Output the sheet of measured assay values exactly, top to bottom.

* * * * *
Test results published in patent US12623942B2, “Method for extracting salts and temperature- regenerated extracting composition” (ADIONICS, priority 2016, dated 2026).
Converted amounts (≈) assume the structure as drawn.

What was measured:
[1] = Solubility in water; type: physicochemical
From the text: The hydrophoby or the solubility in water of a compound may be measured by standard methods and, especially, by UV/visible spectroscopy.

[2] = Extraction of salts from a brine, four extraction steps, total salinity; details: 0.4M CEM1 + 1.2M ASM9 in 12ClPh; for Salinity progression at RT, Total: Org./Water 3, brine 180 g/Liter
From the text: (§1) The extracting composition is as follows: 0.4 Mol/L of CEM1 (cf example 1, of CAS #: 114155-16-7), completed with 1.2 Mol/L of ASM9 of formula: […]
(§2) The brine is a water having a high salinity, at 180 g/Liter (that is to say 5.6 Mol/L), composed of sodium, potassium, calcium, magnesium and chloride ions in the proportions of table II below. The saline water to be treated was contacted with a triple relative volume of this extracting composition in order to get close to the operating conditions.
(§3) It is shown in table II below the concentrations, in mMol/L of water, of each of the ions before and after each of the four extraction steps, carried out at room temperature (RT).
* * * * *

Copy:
Test results published in patent US12623942B2, “Method for extracting salts and temperature- regenerated extracting composition” (ADIONICS, priority 2016, dated 2026).
Converted amounts (≈) assume the structure as drawn.

What was measured:
[1] = Solubility in water; type: physicochemical
From the text: The hydrophoby or the solubility in water of a compound may be measured by standard methods and, especially, by UV/visible spectroscopy.

[2] = Extraction of salts from a brine, four extraction steps, total salinity; details: 0.4M CEM1 + 1.2M ASM9 in 12ClPh; for Salinity progression at RT, Total: Org./Water 3, brine 180 g/Liter
From the text: (§1) The extracting composition is as follows: 0.4 Mol/L of CEM1 (cf example 1, of CAS #: 114155-16-7), completed with 1.2 Mol/L of ASM9 of formula: […]
(§2) The brine is a water having a high salinity, at 180 g/Liter (that is to say 5.6 Mol/L), composed of sodium, potassium, calcium, magnesium and chloride ions in the proportions of table II below. The saline water to be treated was contacted with a triple relative volume of this extracting composition in order to get close to the operating conditions.
(§3) It is shown in table II below the concentrations, in mMol/L of water, of each of the ions before and after each of the four extraction steps, carried out at room temperature (RT).